A new EPA funded initiative to reduce plastic use in homes and schools across Ireland is being launched by Voice, an environmental charity that aims to empower individuals and local communities to take positive action to conserve our natural resources. Voice is currently looking for individuals, households and schools in West Cork to examine their plastic use, take part in a plastic use audit to monitor the plastic in their lives and make small changes to reduce their plastic footprint.
The initiative uses citizen science to tackle plastic consumption in homes and schools. Citizen science involves research projects in which the public is directly engaged, gathering data and collaborating with scientists to a common end goal. The end goal is reduce our plastic consumption! There is a growing discontent with plastic to be heard across the country and the next step is to move from discontent with the status quo to action! The citizen science project will enable people to take this step to change their plastic consumption. Through the initative households and schools will be guidied through using a plastic use audit to monitor the plastic in their lives. They can then sign up to plastic pledges each month to reduce their plastic consumption step by step, to make the changes more manageable and sustainable within their own lives.
Plastic has become a ubiquitous material globally, with plastic production rapidly growing since its first widespread use outside the military in the 1950s. In 1960, plastic made up less than one per cent of municipal solid waste, however the increasing use of single use plastics and the durable nature of plastic has led to the current situation whereby 8.2 billion tonnes of plastic has been produced, and by 2015 6.3 billion tonnes of plastic waste had been generated, 79 per cent of which is accumulating in landfills or the natural environment. Plastic waste has become a pressing concern and fears are mounting for the future, with research published in 2017 estimating that by 2050 if current trends continue there will be 12 billion tonnes of plastic waste in landfill or the natural environment.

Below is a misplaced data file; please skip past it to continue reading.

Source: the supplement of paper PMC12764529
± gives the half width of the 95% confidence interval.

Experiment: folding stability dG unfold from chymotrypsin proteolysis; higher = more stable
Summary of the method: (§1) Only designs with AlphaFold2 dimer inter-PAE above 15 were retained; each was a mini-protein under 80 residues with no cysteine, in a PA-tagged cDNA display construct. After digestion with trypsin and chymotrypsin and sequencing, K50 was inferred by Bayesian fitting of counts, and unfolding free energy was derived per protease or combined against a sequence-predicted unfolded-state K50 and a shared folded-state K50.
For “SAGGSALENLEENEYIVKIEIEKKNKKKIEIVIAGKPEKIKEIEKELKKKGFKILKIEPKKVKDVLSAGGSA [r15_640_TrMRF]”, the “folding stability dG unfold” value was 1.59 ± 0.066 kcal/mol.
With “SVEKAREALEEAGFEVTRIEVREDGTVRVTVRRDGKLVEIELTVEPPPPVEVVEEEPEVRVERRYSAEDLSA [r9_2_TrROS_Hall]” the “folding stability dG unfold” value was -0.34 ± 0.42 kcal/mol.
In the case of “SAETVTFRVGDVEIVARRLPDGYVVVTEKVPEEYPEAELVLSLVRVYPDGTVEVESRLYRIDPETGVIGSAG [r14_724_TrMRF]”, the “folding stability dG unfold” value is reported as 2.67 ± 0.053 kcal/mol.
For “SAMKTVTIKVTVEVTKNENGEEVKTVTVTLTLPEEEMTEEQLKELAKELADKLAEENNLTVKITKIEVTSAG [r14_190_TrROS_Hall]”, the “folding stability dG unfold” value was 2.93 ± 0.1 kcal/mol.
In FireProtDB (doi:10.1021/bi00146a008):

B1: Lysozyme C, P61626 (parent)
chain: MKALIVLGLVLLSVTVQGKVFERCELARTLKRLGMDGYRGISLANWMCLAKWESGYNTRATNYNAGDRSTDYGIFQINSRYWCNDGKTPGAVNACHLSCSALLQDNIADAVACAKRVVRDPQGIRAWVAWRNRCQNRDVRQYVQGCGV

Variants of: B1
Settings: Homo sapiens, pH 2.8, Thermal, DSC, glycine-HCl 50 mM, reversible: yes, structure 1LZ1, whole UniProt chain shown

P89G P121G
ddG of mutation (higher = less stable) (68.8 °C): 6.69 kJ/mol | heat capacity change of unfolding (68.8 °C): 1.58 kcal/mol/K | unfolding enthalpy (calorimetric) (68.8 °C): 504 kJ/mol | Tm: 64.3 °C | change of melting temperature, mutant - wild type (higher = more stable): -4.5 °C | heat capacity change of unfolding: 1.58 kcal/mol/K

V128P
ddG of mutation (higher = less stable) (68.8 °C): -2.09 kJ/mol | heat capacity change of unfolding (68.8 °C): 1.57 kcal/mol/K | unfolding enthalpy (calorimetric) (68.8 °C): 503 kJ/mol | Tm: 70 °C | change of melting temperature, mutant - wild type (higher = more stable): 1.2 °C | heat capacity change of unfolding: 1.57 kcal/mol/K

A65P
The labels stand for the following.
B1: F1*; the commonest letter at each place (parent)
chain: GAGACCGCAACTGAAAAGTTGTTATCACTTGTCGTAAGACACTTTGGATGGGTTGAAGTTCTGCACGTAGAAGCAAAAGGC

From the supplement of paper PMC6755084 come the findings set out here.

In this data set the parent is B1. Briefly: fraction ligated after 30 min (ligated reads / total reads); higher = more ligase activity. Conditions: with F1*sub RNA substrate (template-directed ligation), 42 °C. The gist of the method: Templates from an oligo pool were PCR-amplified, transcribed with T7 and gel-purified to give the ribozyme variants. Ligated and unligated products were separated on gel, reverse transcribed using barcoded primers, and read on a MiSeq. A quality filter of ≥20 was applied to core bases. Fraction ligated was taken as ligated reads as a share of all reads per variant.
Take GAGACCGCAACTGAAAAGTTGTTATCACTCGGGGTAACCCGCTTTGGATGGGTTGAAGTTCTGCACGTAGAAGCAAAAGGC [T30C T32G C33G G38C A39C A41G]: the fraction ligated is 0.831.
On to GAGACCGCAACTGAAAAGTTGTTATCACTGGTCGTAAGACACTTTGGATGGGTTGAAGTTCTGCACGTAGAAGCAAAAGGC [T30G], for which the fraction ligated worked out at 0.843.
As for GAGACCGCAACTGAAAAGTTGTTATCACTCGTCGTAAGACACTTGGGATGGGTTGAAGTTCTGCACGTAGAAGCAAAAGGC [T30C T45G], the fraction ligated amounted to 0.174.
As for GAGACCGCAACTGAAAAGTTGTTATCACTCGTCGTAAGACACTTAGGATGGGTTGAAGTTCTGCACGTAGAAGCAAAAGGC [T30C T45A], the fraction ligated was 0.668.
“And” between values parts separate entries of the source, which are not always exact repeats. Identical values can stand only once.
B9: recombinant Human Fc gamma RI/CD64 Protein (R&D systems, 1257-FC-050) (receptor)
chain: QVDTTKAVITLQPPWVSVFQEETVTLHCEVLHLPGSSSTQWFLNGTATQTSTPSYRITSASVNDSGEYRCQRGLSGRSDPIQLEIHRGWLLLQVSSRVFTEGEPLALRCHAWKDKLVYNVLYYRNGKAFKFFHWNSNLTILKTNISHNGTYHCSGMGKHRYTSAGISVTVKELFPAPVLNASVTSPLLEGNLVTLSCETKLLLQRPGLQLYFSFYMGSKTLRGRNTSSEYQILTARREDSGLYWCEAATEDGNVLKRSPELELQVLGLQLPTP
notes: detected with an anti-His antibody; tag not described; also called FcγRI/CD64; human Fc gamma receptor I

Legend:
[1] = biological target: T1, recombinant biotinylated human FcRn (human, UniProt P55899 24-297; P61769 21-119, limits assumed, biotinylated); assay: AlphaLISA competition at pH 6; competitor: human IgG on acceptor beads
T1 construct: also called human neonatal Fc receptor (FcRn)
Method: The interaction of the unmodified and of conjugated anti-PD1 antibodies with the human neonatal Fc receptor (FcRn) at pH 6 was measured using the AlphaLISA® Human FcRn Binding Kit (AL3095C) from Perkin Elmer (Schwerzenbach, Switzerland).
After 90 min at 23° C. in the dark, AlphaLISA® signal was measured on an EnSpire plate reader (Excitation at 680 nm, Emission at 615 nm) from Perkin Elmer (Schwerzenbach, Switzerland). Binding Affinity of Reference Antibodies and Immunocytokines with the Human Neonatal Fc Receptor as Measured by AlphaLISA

Recent research has sought to quantify the damage caused by plastic waste to the world’s oceans with horrifying results. A 2014 study estimated that there are 5.25 trillion pieces of plastic in the oceans, weighing 268,940 tons. In 2014 the UNEP conducted a natural capital valuation of the impact of plastic on the marine environment and found that plastic littering costs $13 billion to marine ecosystems per year. Seventy per cent of marine litter in Europe is made up of 10 types of single-use plastic products and plastic fishing gear. A study conducted in Ireland found that 73 per cent of deep sea fish had ingested plastic. A 2015 study reported that 90 per cent of seabirds have plastic in their gut. And in early June 2018 it was reported that plastic has overtaken natural materials as the major nest building material in the gannet colony of Little Skellig, leading the island to look like a rubbish dump.
These revelations have raised public awareness and concern over plastic waste and prompted calls for action. In response to the growing concern over plastic waste the new European strategy for plastics released in January 2018 stipulates that all plastic packaging shall be reusable or recyclable in a cost effective manner by 2030. And in June 2018 the European Commission proposed new rules for the EU to tackle single use plastics, including bans on certain items and consumption reduction targets.
Across the EU an average of 31kgs of plastic waste is produced per person per year. In Ireland we generate 61kg of plastic waste per person per year, the highest in the EU. Clearly we need to reduce our plastic consumption as a matter of urgency! Reduce Plastic now is a new initiative to help us make this change. Does this interest you? If so give Voice a shout – the team is looking for people to join it.
To get involved in the project as an individual, household or school please email firstname.lastname@example.org or go to our website www.voiceireland.org.